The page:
Social entrepreneurship in generating a lot of interest around the world – and it’s also getting a lot of attention from researchers. The trouble is, the great majority of existing research is based on individual case studies and success stories and fails to look at the bigger picture. How much to we really know then about this extremely diverse array of institutional and individual drivers of social entrepreneurship activity?
To address this research gap, this paper proposes and tests a methodology that represents the first theory-based data collection approach for social entrepreneurial activity on a global scale, enabling country-comparisons on social entrepreneurship. We developed a questionnaire that is integrated in the largest existing research effort to collect data on regular entrepreneurial activity, the Global Entrepreneurship Monitor.
The research question that triggered this paper was simple: “how can we develop a methodology that will allow us to measure social entrepreneurship across the world in a way that I consistent with current definitions of entrepreneurship?”
Although we may not have entirely finished answering the question, our work opens up venues for further research and begins to suggest some intriguing trends.
Social Entrepreneurs are a “Rare Breed”
First, our research appears to support the argument that social entrepreneurs are a “rare breed”. But while rare, they are extremely influential. Individuals like Mohammad Yunus of Grameen Bank (Bangladesh) or Ibrahim Abouleish of Sakem (Egypt) have been able to put in place radically novel solutions for persistent social pains in their societies. And given the rarity of social entrepreneurs, yet their significant social importance, we underscore the necessity to better understand what drives them, where they work, and how they interact with their contexts.
Higher Economic Development Means More Social Entrepreneurs
One might be inclined to argue that lower levels of economic development would create more opportunities for social entrepreneurs and thus produce higher levels of social entrepreneurship. Surprisingly, however, we found more support for the opposite argument: individuals who feel economically secure are more likely to have post-materialistic values and attach greater importance to emotion, personal identification, and quality of life: strong motivators for social entrepreneurial activity.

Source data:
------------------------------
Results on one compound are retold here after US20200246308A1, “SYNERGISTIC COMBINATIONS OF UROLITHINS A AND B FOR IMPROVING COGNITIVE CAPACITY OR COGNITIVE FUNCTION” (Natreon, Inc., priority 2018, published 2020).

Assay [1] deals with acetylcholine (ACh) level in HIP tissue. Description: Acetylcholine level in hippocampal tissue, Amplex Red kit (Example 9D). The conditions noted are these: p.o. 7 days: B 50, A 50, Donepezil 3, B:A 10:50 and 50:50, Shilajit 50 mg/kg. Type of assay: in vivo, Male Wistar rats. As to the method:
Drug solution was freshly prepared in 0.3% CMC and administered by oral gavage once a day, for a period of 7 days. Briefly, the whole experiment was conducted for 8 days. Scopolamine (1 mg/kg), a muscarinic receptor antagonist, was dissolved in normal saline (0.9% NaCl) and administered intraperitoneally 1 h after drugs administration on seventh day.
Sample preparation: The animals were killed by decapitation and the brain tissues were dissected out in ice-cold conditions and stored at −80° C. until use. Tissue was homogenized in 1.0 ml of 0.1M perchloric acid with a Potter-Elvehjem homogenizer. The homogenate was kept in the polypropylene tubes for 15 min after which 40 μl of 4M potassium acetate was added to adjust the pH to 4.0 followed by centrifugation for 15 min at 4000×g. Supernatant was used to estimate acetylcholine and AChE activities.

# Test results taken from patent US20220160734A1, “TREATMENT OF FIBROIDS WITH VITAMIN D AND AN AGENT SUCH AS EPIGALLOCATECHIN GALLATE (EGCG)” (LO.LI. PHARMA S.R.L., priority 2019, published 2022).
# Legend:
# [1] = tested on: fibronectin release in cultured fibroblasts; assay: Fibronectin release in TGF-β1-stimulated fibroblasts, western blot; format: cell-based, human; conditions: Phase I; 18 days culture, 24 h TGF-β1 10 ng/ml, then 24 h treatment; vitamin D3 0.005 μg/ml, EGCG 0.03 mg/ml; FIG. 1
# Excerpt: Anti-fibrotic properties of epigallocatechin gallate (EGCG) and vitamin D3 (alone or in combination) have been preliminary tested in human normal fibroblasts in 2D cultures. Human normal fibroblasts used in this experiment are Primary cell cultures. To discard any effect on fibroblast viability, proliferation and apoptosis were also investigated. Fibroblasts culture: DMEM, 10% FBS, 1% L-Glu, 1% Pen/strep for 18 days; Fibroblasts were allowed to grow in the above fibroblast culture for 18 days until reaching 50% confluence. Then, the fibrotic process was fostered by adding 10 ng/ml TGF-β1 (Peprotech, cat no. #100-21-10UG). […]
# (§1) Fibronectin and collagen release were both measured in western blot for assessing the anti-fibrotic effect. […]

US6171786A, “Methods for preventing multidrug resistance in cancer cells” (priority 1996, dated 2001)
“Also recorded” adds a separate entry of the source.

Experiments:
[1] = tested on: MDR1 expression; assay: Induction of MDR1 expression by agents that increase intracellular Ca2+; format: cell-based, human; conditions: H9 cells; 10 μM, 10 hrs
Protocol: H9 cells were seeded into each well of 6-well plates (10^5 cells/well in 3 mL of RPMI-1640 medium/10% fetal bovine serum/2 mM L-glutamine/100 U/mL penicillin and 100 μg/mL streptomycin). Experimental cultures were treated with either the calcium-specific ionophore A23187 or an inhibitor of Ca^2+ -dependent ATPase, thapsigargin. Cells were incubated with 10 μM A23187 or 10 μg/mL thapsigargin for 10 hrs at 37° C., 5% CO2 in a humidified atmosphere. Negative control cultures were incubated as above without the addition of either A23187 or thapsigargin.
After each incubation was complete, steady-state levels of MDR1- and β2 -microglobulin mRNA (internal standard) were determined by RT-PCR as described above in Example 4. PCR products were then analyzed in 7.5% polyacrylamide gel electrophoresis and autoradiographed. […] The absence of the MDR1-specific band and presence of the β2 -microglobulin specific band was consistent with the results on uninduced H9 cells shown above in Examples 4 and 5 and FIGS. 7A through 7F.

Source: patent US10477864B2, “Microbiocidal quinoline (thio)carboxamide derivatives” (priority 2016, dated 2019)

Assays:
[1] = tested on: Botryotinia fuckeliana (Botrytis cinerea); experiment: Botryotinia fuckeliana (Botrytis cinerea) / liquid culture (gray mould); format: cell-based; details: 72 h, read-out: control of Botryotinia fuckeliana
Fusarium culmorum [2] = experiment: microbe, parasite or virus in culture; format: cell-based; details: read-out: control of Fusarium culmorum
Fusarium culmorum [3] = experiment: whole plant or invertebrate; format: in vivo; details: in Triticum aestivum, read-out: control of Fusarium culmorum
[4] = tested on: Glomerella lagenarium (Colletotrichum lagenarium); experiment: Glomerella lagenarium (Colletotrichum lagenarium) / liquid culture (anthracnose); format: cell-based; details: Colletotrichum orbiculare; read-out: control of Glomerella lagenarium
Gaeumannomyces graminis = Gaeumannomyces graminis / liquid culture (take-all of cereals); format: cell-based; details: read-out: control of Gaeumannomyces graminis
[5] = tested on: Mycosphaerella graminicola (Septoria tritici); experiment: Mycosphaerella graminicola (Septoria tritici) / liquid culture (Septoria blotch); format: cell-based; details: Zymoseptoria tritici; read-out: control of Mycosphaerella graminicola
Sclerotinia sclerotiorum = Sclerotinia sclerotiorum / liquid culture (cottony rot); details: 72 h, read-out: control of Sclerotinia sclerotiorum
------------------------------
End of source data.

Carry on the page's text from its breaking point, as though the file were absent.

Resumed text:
Different Kind of Capitalism, Different Levels of Social Entrepreneurship
Although further research would be needed to investigate how institutional context variables explain the prevalence of social entrepreneurship, we found that the more liberal the economy, the more conducive it is to the creation of social businesses. This appears to explains why regions dominated by a cooperative economy (most European economies) tend to have fewer social entrepreneurs than their more liberal, American counterparts.
Overall, our research is the first attempt to allow researchers to further explain and understand the phenomenon of social entrepreneurship. By providing a dataset of nearly 6,00 early stage and established social entrepreneurs, we believe this method provides ample opportunity to do so.
LEPOUTRE, Jan. "Designing a Global Standardized Methodology for Measuring Social Entrepreneurship Activity: The Global Entrepreneurship Monitor Social Entrepreneurship Study" (J. Lepoutre, R. Justo, S. Terjesen, N. Bosma), Small Business Economics, avr. 2013, Vol. 40, Numéro 3, p. 693‑714